Cast Array

Microarrays, or "gene chips," have become valuable tools for studying changes in gene expression; detecting genetic mutations and polymorphisms; analyzing drug resistance and disease susceptibility; and sequencing unknown DNA. The microarray, which consists of cloned genes, PCR products, or synthetic oligonucleotides immobilized on a microscope slide, is analyzed by hybridization with target DNA or RNA that is labeled with radioisotopes or fluorescent dyes.1 For example, total mRNA isolated from

Apr 30, 2001
Hillary Sussman
Microarrays, or "gene chips," have become valuable tools for studying changes in gene expression; detecting genetic mutations and polymorphisms; analyzing drug resistance and disease susceptibility; and sequencing unknown DNA. The microarray, which consists of cloned genes, PCR products, or synthetic oligonucleotides immobilized on a microscope slide, is analyzed by hybridization with target DNA or RNA that is labeled with radioisotopes or fluorescent dyes.1 For example, total mRNA isolated from two different cell populations and reverse transcribed into cDNA with two different fluorescent labels can be hybridized with an array of known DNA sequences. The fluorescence for each dye is measured separately to determine the relative abundance of each specific transcript in the two samples.

Unfortunately, many laboratories do not have access to this technology because computer-controlled robots that generate high-density arrays are very expensive. The new MicroCASTer from Schleicher & Schuell Inc. of Keene, N.H., is an economical, 8-pin, hand-held arrayer that uses free-floating micro-slotted pins to transfer samples from 96-well source plates to nylon membrane-coated glass slides, depositing 500 µm spots. Up to 768 spots can be placed in under 20 minutes, and a special index system allows preparation of duplicate slides with excellent reproducibility. Breck Parker, senior scientist at S & S, helped to design the MicroCASTer so that it would be "quick, simple, and economically convenient ... for someone who couldn't [previously] access the technology or for [the researcher] who only wanted to array a few samples without queuing for and programming the robotic arrayer."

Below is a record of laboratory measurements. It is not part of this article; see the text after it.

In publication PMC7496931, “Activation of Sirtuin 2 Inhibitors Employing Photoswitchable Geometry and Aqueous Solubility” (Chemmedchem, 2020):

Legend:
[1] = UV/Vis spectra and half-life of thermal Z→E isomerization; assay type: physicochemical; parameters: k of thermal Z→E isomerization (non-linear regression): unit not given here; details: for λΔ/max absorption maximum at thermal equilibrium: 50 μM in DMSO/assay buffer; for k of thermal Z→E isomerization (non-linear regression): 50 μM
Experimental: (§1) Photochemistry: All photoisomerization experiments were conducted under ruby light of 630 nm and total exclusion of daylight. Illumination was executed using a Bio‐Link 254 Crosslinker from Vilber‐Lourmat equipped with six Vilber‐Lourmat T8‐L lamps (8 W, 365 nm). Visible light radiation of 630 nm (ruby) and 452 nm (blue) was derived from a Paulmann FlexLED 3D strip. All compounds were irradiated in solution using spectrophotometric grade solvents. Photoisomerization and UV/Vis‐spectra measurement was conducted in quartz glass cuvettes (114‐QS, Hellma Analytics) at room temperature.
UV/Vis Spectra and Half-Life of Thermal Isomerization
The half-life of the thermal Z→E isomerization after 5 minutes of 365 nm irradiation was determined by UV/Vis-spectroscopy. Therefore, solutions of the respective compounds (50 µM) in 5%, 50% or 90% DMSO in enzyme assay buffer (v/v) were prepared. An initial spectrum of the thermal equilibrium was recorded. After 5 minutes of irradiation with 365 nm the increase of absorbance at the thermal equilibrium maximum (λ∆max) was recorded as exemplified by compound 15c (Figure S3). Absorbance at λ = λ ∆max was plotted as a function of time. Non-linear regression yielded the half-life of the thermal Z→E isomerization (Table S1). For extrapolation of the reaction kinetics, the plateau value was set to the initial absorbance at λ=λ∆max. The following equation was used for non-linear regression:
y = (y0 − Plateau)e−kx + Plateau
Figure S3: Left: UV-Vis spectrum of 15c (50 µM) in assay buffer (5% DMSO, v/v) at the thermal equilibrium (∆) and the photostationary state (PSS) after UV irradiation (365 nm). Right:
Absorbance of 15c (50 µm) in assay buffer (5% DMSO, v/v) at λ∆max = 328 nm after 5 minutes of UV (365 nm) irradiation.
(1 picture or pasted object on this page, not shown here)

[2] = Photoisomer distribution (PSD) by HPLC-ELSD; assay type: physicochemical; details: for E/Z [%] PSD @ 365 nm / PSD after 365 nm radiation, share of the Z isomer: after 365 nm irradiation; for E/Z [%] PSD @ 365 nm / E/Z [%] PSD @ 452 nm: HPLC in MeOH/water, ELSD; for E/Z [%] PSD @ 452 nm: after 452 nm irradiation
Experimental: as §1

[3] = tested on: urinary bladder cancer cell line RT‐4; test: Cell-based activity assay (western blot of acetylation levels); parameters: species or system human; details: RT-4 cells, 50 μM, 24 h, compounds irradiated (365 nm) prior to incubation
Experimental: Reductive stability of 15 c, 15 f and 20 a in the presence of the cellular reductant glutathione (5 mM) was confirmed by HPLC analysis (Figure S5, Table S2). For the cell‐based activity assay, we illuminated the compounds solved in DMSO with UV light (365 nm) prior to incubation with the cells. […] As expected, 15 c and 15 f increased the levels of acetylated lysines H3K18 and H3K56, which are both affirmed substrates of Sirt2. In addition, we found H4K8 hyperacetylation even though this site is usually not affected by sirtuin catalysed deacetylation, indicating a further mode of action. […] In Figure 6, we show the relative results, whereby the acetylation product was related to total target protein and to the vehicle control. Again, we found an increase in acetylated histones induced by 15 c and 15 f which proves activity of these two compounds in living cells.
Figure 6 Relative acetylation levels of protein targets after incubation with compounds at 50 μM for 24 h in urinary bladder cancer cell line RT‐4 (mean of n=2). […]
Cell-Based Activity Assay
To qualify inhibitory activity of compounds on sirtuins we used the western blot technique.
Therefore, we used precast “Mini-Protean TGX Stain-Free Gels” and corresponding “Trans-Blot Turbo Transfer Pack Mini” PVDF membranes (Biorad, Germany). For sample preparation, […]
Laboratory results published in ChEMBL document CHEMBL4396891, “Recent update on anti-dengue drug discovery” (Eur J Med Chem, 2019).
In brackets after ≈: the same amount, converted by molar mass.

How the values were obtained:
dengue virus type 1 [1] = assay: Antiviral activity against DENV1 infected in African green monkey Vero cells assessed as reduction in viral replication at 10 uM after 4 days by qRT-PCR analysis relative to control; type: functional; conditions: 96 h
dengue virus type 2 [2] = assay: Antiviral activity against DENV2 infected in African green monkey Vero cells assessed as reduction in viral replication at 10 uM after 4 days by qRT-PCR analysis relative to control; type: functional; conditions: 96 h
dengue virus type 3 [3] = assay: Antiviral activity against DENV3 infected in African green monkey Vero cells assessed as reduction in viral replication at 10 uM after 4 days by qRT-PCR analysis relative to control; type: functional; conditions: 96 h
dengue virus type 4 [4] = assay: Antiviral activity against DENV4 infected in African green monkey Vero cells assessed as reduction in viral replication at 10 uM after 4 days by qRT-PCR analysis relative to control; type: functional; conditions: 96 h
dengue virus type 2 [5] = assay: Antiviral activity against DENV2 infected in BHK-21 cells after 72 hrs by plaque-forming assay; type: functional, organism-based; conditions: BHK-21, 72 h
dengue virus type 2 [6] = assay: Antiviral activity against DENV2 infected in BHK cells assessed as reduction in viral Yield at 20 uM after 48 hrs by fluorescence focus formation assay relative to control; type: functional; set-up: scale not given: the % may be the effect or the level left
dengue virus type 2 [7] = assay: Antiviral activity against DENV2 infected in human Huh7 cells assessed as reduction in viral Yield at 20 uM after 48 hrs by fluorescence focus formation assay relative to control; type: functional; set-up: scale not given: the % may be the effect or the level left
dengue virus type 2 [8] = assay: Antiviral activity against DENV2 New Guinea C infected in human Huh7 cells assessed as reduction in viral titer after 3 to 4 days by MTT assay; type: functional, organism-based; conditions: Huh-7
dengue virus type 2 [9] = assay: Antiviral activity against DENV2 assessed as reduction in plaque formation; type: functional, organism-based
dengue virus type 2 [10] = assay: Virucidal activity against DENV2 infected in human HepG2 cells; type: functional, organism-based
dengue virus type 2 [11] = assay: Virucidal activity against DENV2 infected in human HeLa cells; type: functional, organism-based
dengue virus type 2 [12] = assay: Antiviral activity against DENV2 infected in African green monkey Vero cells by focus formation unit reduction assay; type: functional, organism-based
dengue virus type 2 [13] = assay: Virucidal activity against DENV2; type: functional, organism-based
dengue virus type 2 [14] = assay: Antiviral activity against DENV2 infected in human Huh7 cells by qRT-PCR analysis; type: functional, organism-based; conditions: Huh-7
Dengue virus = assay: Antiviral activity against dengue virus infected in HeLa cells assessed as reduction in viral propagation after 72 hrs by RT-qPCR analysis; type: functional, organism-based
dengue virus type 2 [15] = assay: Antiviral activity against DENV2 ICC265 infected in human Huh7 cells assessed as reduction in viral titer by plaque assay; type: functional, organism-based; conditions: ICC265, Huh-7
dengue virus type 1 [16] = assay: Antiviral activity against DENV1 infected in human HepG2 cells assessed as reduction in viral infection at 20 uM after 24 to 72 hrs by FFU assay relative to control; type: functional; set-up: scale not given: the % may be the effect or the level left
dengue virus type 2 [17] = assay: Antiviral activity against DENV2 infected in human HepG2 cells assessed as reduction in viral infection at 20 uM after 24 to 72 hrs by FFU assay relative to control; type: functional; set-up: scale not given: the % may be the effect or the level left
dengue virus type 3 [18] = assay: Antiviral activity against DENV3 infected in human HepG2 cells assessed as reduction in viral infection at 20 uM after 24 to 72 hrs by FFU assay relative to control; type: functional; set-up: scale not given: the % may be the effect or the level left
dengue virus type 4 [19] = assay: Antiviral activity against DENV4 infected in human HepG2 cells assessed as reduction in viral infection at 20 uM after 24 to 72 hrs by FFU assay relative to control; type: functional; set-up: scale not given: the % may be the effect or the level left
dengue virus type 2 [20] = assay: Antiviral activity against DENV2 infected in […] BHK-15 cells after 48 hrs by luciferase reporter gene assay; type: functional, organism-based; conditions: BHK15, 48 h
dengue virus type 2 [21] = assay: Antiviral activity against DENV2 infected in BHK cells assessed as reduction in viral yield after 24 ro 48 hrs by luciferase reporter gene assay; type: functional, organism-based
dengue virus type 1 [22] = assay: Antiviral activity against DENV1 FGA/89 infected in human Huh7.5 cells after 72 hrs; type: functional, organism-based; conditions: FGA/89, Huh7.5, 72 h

Also available to complement the MicoCASTer is the CAST™ Slides Microhybridization Kit. Along with optimized prehybridization and hybridization buffers, this kit includes unique hybridization chambers which allow superior mixing of solutions compared with regular glass coverslips, thereby reducing cross-hybridization and promoting a greater level of specificity.

-Hillary E. Sussman (hes01@health.state.ny.us)
1. B. Sinclair, "Everything's great when it sits on a chip," The Scientist, 13[11]:18, May 24, 1999.

For More Information
Schleicher & Schuell Inc.
(800) 245-4024
www.arraying.com